In response to the increasing rate of metal theft throughout California, Governor Arnold Schwarzenegger signed a package of bills providing law enforcement with new tools to combat metal thieves stealing scrap metals from fire hydrants, utilities, manhole covers, agricultural equipment, guardrails and much more.
“Not only are these crimes destroying property and causing millions of dollars in damages, they are endangering lives.” Governor Schwarzenegger said. “We must put a stop to these growing crimes and this package of bills will provide law enforcement with the tools they need to put these thieves behind bars.”
The market value of both copper and aluminum significantly increased from 2004 to 2005, driving a sharp increase in incidents of metal theft in California. According to the California Farming Bureau, over $6 million worth of metal was reported stolen throughout the Central Valley in 2006 alone.
Metal theft has created serious impacts in all parts of the state: Central Valley farmers have lost crops due to irrigation pumps being stripped of wiring, a toxic chemical spill in San Pablo Bay was the result of a $10 brass valve being stolen from a storage tank and a home burnt to the ground in the city of Hesperia because the fire department was not able to connect to the fire hydrant to put out the fire.
To provide law enforcement with better tools to investigate and prosecute metal theft, the Governor signed the following bills:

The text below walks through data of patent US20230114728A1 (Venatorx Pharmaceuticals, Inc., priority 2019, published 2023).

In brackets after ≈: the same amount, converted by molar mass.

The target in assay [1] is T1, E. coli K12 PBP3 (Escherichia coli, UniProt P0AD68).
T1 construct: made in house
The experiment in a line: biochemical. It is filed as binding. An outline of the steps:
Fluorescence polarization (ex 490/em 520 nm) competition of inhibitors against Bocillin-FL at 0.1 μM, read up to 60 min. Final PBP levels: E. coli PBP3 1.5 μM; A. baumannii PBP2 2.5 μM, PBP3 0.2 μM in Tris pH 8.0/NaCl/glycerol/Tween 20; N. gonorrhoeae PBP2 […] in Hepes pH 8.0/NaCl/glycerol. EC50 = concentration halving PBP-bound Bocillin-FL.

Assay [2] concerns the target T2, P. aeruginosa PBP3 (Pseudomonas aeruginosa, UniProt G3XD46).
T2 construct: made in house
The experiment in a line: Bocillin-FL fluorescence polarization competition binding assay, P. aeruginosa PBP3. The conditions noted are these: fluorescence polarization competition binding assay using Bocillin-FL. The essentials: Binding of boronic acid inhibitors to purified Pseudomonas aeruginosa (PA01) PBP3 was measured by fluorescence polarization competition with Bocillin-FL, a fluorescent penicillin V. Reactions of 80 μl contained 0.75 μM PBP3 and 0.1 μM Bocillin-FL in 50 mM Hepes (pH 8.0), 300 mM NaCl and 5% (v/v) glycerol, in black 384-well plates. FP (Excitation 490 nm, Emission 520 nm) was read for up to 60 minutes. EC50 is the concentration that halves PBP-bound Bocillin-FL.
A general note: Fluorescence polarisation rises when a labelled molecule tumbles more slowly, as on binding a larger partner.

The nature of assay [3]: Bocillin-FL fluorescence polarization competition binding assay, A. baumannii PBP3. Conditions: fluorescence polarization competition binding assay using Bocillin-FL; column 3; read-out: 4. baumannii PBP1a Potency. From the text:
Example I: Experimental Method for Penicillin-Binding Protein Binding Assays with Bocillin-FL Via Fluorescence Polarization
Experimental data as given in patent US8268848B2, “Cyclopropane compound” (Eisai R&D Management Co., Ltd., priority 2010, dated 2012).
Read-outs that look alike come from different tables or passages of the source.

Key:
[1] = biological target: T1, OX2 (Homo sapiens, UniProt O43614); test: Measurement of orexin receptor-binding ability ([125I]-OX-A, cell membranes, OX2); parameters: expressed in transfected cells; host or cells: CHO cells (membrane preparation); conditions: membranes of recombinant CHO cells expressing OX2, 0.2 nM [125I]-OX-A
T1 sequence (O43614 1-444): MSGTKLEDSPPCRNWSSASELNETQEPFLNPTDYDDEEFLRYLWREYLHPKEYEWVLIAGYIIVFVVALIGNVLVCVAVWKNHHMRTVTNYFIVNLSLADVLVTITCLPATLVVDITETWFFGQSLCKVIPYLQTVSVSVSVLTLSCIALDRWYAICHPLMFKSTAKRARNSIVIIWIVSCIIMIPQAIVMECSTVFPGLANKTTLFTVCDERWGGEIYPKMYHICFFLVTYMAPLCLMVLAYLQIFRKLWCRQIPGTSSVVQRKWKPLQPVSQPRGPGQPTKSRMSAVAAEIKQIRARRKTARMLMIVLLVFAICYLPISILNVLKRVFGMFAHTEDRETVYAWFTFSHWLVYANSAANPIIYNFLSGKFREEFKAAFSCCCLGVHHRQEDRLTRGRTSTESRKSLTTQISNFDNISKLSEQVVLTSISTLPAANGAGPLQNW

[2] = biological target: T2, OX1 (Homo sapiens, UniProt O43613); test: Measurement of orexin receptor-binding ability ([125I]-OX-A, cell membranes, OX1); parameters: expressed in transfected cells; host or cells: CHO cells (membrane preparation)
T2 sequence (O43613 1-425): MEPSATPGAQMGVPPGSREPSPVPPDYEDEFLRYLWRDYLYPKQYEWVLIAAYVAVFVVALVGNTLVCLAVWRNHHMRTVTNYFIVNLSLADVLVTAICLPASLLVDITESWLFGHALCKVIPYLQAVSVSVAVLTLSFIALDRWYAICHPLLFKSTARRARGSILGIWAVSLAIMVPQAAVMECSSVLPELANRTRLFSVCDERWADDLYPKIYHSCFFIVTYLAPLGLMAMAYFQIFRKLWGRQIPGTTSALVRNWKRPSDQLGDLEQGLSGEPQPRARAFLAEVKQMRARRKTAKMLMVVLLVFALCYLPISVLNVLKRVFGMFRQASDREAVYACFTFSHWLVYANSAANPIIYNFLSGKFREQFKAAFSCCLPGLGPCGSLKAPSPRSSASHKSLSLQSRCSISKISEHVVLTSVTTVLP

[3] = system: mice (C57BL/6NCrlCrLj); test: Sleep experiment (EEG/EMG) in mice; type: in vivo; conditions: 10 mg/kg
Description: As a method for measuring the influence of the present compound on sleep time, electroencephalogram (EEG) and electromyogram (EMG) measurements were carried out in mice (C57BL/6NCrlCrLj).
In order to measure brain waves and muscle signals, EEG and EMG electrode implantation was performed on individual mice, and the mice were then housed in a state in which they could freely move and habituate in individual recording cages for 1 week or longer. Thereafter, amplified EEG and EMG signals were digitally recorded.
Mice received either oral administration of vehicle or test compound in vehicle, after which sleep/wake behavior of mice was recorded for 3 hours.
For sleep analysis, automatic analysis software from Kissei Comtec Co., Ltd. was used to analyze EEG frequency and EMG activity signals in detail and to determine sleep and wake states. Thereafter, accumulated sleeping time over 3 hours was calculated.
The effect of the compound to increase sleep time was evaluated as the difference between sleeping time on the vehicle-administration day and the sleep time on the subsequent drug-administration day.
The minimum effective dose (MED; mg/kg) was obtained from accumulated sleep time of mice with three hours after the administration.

AB 844 by Assemblymember Tom Berryhill (R-Modesto) puts an end to a pattern of quick cash for metal thieves by requiring recyclers to hold payment for three days, check a photo ID and take a thumbprint of anyone selling scrap metals. It also requires anyone convicted of metal theft to pay restitution for the materials stolen and for any collateral damage caused during the theft.
SB 691 by Senator Ron Calderon (D-Montebello) requires recyclers to take thumbprints of individuals selling copper, copper alloys, aluminum and stainless steal. Sellers must also show a government ID and proof of their current address. Recyclers who break the law face suspension or revocation of their business license and increased fines and jail time.
AB 1859 by Assemblymember Anthony Adams (R-Hesperia) discourages the theft of fire hydrant fittings and fire department connections by creating a fine of not more than $3,000 for any person who knowingly receives any part of a fire hydrant, including bronze or brass fittings and parts.
SB 447 by Senator Abel Maldonado (R-Santa Maria) assists local law enforcement officials in quickly investigating stolen metal and apprehending thieves by requiring scrap metal dealers and recyclers to report what materials are being scraped at their facilities and by whom on a daily basis. These rules already apply to pawn shop dealers.
The Governor also signed AB 1778 by Assemblymember Fiona Ma (D-San Francisco) to deter the theft of recyclables by requiring recyclers to obtain identifying information of individuals who bring in more than $50 worth of CRV recyclables and newspapers. It also requires that payments of $50 or more be made by check.